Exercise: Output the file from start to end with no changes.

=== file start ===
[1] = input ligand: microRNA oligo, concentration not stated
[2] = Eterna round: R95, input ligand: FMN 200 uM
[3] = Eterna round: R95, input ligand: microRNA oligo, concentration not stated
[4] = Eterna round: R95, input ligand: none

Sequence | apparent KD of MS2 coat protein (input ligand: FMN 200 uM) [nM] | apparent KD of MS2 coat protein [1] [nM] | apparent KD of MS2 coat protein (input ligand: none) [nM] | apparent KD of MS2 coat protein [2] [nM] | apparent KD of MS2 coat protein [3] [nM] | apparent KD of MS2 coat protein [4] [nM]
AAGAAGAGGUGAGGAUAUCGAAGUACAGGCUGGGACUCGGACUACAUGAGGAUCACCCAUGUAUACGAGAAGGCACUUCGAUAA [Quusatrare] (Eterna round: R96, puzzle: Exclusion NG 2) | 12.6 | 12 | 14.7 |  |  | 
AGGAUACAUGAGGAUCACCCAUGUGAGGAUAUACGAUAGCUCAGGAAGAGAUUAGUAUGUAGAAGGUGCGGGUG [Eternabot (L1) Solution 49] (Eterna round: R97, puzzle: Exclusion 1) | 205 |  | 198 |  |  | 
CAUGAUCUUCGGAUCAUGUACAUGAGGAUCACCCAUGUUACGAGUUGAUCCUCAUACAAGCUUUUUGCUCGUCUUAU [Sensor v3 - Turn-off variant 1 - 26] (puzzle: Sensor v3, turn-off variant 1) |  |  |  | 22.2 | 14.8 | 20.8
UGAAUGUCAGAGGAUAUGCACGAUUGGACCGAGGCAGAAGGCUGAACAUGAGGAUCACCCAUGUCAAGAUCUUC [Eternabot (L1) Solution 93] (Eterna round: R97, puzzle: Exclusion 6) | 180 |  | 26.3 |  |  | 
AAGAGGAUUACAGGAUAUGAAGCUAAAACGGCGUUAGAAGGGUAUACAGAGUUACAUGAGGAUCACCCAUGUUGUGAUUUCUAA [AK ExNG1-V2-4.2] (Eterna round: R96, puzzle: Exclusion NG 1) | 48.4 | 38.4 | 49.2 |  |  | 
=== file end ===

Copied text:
[1] = input ligand: microRNA oligo, concentration not stated
[2] = Eterna round: R95, input ligand: FMN 200 uM
[3] = Eterna round: R95, input ligand: microRNA oligo, concentration not stated
[4] = Eterna round: R95, input ligand: none

Sequence | apparent KD of MS2 coat protein (input ligand: FMN 200 uM) [nM] | apparent KD of MS2 coat protein [1] [nM] | apparent KD of MS2 coat protein (input ligand: none) [nM] | apparent KD of MS2 coat protein [2] [nM] | apparent KD of MS2 coat protein [3] [nM] | apparent KD of MS2 coat protein [4] [nM]
AAGAAGAGGUGAGGAUAUCGAAGUACAGGCUGGGACUCGGACUACAUGAGGAUCACCCAUGUAUACGAGAAGGCACUUCGAUAA [Quusatrare] (Eterna round: R96, puzzle: Exclusion NG 2) | 12.6 | 12 | 14.7 |  |  | 
AGGAUACAUGAGGAUCACCCAUGUGAGGAUAUACGAUAGCUCAGGAAGAGAUUAGUAUGUAGAAGGUGCGGGUG [Eternabot (L1) Solution 49] (Eterna round: R97, puzzle: Exclusion 1) | 205 |  | 198 |  |  | 
CAUGAUCUUCGGAUCAUGUACAUGAGGAUCACCCAUGUUACGAGUUGAUCCUCAUACAAGCUUUUUGCUCGUCUUAU [Sensor v3 - Turn-off variant 1 - 26] (puzzle: Sensor v3, turn-off variant 1) |  |  |  | 22.2 | 14.8 | 20.8
UGAAUGUCAGAGGAUAUGCACGAUUGGACCGAGGCAGAAGGCUGAACAUGAGGAUCACCCAUGUCAAGAUCUUC [Eternabot (L1) Solution 93] (Eterna round: R97, puzzle: Exclusion 6) | 180 |  | 26.3 |  |  | 
AAGAGGAUUACAGGAUAUGAAGCUAAAACGGCGUUAGAAGGGUAUACAGAGUUACAUGAGGAUCACCCAUGUUGUGAUUUCUAA [AK ExNG1-V2-4.2] (Eterna round: R96, puzzle: Exclusion NG 1) | 48.4 | 38.4 | 49.2 |  |  | 